Publication: Perceptions of Good Jobs : Analytical Report--Port Loko and Freetown, Sierra Leone

Thumbnail Image
Files in English
English PDF (1.78 MB)
Hatløy, Anne
Kebede, Tewodros
Zhang, Huafeng
Bjørkhaug, Ingunn
This study shows how jobs are perceived in Sierra Leone by exploring beyond earnings, health benefits, and pension plans that characterize a “good job” to focus on the features that increase living standards, productivity growth, and social cohesion. Since the civil war (1991–2002), Sierra Leone has struggled to achieve economic growth. Men are more likely to participate in the labor force than women, middle-aged people work more than the younger and older, and prolonged health problems hinder employment. Urban households containing wage workers or individuals with a mix of employment are better off than households with only self-employed members. While the relationship between wealth and employment is unclear in rural areas, where most households do farming mixed with some self-employment, only wage workers have any benefits. Assessments of job satisfaction show meaningfulness of a job determines the level of satisfaction, with middle-aged workers more satisfied than younger and older, and wealthier people more satisfied than less wealthy. Jobs consist mainly of manual tasks—dominated by routine work with a relatively high level of autonomy—and a “good,” more meaningful job requires a shift from manual toward more cognitive work, from routine toward more creative tasks, while maintaining autonomy. Wage-workers display significantly higher trust toward people than exhibited by both self-employed and farmers,showing wage employment contributes to social cohesion.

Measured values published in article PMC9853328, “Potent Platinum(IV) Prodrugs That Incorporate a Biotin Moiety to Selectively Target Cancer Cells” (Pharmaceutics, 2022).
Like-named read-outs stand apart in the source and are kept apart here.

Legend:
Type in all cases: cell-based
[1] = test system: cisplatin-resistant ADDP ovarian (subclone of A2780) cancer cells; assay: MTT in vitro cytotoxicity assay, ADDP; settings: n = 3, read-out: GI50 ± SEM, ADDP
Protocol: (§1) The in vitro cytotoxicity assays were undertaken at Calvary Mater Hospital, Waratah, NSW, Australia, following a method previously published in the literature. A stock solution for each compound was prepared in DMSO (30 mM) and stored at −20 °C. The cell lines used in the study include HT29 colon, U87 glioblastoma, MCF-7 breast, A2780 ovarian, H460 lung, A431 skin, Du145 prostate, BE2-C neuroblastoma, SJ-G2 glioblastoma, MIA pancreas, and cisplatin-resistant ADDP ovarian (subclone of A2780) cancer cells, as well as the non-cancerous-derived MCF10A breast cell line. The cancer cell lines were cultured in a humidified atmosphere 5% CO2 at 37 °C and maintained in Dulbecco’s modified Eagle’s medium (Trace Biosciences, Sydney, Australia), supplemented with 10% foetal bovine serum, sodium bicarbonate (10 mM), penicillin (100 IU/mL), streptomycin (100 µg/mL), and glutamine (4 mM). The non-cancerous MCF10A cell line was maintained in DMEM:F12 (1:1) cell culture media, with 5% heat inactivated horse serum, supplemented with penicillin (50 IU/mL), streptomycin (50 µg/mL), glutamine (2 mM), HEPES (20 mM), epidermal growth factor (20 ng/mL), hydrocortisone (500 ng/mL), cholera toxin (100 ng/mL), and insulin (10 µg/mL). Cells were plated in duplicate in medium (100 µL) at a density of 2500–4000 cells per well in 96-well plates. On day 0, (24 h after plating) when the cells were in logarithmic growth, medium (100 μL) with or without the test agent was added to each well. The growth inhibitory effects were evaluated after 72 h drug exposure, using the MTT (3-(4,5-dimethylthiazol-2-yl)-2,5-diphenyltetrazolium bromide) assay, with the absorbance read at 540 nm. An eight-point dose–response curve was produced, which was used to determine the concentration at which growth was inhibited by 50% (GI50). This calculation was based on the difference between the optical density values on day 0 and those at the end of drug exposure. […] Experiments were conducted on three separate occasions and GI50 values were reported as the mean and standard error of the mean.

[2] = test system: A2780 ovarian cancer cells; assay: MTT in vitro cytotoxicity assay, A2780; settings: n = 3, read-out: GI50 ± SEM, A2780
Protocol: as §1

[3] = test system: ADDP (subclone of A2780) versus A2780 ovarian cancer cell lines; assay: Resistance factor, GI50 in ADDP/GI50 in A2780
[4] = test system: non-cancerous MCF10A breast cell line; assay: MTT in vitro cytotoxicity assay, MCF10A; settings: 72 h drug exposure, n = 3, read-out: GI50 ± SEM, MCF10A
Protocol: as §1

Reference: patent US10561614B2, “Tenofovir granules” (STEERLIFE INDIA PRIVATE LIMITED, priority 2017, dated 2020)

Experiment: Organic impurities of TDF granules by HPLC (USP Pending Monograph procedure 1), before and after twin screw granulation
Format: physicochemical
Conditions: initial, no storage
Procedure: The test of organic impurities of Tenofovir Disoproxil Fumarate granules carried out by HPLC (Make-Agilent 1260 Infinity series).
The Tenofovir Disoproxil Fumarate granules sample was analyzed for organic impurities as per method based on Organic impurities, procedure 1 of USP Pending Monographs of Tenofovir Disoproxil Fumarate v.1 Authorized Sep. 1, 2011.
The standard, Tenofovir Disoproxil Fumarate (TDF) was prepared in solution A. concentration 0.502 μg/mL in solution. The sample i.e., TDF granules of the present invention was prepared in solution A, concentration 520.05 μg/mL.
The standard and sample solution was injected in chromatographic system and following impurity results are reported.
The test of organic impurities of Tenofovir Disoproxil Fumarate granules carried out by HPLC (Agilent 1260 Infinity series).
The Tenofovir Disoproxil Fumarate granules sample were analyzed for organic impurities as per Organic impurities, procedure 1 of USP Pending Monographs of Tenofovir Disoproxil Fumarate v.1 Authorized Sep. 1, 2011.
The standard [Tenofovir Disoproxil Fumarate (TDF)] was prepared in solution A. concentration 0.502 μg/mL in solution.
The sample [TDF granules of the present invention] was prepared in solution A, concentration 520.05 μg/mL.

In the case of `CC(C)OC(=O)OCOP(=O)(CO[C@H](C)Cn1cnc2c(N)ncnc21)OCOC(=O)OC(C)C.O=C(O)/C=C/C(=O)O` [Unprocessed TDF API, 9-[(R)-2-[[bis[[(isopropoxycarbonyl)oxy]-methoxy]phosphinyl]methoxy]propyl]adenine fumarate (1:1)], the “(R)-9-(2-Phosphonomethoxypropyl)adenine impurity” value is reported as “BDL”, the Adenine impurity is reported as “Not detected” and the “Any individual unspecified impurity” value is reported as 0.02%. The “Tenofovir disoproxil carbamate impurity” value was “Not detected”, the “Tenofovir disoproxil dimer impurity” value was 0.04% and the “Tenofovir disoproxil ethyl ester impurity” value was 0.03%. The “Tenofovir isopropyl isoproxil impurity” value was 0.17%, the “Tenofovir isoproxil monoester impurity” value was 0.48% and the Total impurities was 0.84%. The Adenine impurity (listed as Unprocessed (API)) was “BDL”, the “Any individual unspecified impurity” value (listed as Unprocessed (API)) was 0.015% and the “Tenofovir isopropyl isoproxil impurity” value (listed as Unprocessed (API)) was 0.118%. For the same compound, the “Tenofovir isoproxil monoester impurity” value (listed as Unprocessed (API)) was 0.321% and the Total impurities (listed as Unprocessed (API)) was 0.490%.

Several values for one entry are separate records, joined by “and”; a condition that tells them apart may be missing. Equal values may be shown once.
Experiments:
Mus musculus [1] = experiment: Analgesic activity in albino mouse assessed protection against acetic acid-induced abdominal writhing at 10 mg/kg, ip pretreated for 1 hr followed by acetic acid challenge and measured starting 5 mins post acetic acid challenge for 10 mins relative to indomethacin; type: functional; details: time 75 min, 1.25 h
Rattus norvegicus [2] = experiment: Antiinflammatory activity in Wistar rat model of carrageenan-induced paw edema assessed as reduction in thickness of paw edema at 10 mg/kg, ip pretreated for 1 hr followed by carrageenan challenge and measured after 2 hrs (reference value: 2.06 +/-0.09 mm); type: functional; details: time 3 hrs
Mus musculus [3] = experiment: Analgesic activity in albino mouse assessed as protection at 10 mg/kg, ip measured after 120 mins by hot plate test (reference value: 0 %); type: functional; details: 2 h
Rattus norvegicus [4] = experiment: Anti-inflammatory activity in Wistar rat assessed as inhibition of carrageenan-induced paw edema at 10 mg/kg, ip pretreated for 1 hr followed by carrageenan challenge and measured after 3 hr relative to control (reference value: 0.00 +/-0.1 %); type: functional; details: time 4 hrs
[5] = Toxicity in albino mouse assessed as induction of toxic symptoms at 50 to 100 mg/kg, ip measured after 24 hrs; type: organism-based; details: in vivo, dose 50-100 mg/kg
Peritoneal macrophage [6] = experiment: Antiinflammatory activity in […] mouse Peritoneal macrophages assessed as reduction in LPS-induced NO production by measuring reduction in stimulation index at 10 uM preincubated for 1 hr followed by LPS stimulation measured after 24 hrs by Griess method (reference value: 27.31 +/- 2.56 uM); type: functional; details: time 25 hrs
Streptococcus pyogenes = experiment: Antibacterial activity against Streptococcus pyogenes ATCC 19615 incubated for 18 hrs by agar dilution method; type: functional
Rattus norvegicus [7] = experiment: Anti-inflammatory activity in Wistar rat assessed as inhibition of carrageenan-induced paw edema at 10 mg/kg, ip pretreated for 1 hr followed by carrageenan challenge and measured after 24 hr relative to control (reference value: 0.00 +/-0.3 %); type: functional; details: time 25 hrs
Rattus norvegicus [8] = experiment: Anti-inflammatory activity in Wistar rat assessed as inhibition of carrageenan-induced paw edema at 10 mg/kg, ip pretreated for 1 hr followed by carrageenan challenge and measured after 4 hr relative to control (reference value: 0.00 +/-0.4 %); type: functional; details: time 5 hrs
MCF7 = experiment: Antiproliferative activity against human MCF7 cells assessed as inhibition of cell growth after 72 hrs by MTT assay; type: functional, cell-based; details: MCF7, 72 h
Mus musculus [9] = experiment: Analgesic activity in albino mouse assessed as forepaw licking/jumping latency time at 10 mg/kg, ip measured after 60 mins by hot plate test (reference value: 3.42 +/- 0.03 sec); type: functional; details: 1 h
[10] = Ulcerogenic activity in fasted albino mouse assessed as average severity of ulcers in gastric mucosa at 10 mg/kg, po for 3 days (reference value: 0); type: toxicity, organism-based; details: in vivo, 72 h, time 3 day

Hatløy, Anne; Kebede, Tewodros; Zhang, Huafeng; Bjørkhaug, Ingunn. 2012. Perceptions of Good Jobs : Analytical Report--Port Loko and Freetown, Sierra Leone. Background Paper for the World Development Report 2013;. © World Bank, Washington, DC. License: CC BY 3.0 IGO.
Report Series
Other publications in this report series
Journal Volume
Journal Issue
Associated URLs
Associated content